The most interesting presentation was that by Han Bleichrodt on PRINCE, the PRior INCEntive system. I intend to use his suggestions in my future experiment, with an easy adaptation to incentivizing two-person interactions rather than simply individual choice. I also liked a presentation by Claudia Neri on preferences for decision rights, which has some similarities with work by Nadine Chlass on purely procedural preferences.
Overall, a very busy summer indeed, during which co-authors Marian Panganiban and Ayu Okvitawanli also ran the sessions for our job market experiment on gender discrimination. We vary not only the composition of the hiring pool but also the composition of the hiring team and relate discrimination to a number of individual variables, including an Implicit Association Test between competence and masculinity.
Beyond work, I also spent week-ends in Leipzig and Dresden, went kayaking on the Saale, spent many evenings hanging in my hammock in Paradies Park and kept on improving my skills in chess. I reached what is now a pretty decent club player level and intend to take part in my first chess competition next year!
A really good picture of the Science Slam victory celebration with GSBC and MPI colleagues. The photographer managed to do a really good group picture. I will remember his technique to encourage people to do a wide smile: not the usual “Cheese!”, but stretching his own mouth wide with his fingers. It seems to have worked!
The videos of the 4th Jena Science Slam are also now online:
I am slammer number 4. I am not sure I like my presentation so much but at least it got people laughing. I was told I already won with the first picture in the presentation, which features THREE cats. Cats are for the win apparently!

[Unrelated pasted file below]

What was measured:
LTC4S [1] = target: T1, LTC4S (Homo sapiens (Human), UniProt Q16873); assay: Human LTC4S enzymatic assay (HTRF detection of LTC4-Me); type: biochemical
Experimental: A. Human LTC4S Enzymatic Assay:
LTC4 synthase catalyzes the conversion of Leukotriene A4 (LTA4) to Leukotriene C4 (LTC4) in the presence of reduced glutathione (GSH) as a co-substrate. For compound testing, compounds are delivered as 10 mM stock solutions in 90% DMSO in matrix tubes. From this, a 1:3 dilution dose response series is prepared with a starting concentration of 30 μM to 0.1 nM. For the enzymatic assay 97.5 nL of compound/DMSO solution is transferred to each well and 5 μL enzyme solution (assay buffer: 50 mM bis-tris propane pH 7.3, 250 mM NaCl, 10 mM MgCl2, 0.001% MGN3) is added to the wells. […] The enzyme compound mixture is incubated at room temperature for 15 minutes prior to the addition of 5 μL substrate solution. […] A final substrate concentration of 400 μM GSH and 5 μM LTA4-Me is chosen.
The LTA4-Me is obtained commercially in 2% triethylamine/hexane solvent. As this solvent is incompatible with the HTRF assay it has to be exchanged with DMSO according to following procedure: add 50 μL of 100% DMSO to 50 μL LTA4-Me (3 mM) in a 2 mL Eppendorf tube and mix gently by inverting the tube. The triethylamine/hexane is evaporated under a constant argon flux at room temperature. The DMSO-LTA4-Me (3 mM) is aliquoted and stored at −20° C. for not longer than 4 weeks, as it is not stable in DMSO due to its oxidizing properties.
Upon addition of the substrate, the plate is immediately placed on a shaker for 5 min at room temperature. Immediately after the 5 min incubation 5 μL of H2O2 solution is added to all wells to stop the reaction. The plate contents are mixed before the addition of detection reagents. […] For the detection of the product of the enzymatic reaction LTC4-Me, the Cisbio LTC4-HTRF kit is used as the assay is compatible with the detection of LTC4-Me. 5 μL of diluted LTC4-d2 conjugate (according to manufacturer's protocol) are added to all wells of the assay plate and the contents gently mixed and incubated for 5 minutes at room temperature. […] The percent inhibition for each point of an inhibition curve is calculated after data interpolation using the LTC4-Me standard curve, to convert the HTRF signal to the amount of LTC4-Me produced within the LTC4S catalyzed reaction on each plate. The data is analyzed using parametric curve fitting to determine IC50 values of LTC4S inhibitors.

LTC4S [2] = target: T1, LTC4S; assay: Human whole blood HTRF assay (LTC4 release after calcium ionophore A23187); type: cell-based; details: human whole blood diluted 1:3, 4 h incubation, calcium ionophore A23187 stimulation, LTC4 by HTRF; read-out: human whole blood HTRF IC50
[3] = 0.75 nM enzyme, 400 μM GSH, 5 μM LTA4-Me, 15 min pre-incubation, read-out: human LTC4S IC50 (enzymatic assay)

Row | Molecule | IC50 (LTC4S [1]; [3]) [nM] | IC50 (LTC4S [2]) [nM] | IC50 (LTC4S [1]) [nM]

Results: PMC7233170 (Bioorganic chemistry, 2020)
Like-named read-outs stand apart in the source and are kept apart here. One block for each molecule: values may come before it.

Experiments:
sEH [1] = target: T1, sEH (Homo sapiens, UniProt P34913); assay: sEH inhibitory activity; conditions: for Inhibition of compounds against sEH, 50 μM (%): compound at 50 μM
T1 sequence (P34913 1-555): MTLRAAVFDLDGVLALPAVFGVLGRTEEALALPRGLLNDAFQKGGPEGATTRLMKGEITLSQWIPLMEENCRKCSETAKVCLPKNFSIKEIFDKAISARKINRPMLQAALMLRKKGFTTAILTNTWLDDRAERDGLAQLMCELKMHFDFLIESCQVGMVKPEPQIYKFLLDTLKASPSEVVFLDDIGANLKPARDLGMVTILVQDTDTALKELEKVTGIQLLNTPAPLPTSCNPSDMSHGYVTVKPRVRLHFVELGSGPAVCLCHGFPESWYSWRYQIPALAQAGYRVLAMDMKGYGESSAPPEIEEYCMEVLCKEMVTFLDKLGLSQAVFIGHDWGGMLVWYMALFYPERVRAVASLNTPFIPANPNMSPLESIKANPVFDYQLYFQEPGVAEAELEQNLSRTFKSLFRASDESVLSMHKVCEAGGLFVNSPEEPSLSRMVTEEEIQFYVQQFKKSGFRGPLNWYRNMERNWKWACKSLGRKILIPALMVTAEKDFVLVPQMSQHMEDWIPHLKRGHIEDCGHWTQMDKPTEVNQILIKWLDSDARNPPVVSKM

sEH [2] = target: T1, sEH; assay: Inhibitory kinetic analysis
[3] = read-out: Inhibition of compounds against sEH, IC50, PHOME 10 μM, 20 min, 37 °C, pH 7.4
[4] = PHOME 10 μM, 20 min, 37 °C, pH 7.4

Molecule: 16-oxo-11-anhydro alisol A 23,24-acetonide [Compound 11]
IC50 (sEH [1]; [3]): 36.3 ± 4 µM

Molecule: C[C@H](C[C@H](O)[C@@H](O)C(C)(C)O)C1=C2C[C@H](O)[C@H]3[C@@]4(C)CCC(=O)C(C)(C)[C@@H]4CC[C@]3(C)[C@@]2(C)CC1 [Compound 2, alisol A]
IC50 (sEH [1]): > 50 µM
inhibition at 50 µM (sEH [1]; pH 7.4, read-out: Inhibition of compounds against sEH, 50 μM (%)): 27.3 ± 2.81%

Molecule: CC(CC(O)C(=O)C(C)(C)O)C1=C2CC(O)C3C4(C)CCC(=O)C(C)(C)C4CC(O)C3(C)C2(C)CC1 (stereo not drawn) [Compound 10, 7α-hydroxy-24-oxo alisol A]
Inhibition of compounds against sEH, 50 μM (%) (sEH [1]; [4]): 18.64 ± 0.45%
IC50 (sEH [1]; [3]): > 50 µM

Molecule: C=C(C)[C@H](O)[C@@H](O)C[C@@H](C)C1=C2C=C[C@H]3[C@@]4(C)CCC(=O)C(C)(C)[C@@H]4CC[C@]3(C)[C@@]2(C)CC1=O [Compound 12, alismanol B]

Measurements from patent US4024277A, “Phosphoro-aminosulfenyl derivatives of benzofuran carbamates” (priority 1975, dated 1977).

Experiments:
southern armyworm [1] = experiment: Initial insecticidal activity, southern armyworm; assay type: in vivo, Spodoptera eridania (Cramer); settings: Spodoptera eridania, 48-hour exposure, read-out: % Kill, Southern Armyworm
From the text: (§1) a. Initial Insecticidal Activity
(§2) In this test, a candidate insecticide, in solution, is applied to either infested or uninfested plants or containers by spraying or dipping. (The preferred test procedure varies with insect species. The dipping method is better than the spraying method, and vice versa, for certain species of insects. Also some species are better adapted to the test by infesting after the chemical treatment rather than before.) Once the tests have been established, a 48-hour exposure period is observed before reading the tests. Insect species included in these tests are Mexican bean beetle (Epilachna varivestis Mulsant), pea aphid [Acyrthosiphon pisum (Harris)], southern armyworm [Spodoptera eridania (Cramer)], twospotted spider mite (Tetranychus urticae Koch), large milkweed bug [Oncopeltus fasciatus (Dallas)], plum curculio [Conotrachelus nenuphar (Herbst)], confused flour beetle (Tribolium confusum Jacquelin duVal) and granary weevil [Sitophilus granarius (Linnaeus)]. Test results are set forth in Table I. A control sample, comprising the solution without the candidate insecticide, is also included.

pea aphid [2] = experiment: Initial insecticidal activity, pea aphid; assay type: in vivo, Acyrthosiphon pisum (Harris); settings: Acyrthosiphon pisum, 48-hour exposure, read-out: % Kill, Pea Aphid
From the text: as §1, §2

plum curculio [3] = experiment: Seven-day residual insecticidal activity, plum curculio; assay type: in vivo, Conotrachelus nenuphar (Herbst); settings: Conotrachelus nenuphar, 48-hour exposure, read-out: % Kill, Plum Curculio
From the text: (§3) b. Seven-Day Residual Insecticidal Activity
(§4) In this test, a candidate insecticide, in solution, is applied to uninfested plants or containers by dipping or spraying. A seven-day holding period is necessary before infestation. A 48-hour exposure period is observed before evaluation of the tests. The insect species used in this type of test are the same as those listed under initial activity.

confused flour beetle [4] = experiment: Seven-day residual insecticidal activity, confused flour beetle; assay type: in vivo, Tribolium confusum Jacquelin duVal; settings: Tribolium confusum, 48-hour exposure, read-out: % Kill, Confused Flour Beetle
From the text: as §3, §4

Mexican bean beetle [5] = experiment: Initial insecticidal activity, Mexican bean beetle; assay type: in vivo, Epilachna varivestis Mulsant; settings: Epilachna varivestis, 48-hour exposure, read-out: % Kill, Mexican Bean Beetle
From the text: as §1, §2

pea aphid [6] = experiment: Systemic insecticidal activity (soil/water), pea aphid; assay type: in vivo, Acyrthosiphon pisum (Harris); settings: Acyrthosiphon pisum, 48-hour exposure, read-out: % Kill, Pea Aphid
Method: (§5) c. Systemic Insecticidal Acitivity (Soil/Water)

In other remarks, it is surprising how things that appear to last only a second on the video seemed to go so much slower when I was on stage!
My (winning!) Jena Science Slam presentation, with notes in small character added. The title of my slam was “Why is shopping such a baffling ordeal, and what can you do about it?”. I am very thankful to the audience, they had amazing energy in their cheering and applause!
There should soon be videos of this year’s Slam on the Graduate Academy’s website. It will be funny to see how it looked like :)
I felt like giving a little primer on the results of an experiment that Paolo and I did in December, about the incentives for firms to confuse consumers. I was motivated by seeing the following recent article in JEBO:
“Consumer Myopia, Competition and the Incentives to Unshroud Add-on Information” by Tobias Wenzel
As in most (all?) articles on shrouding, this paper considers only the one stage game and finds as usual that firms will want to make their prices transparent… while ignoring the impact of collusion.
Yes, I did the same thing in my paper in Economica with Bob Sugden on spurious complexity and common standards (http://dx.doi.org/10.1111/j.1468-0335.2011.00895.x). But now, from a recent experiment with Paolo Crosetto where we test a similar model in the lab, we found that firms were quite able to collude not to unshroud after experiencing the horrors of an unshrouded equilibrium!
I am excited about writing up the results, as in fact, being able to choose to make prices transparent or not can help collusion compared to a standard setting with no possible shrouding, and this in two ways: by serving as a signal that one wishes to make peace with others, and also by making the punishment phase harder on those who deviate and unshroud. Once said, this looks obvious now, but I guess this has been missed by others than us, so I don’t feel so bad about missing it.
I will be working in the next month or so on writing up the results, but I am now busy finishing writing a paper on the relation between exit costs and incentives to exit in a repeated version of the public good game with imperfect public monitoring and stochastic outcomes. Very interesting, but it has been hell to find the correct perspective in writing about the experimental findings.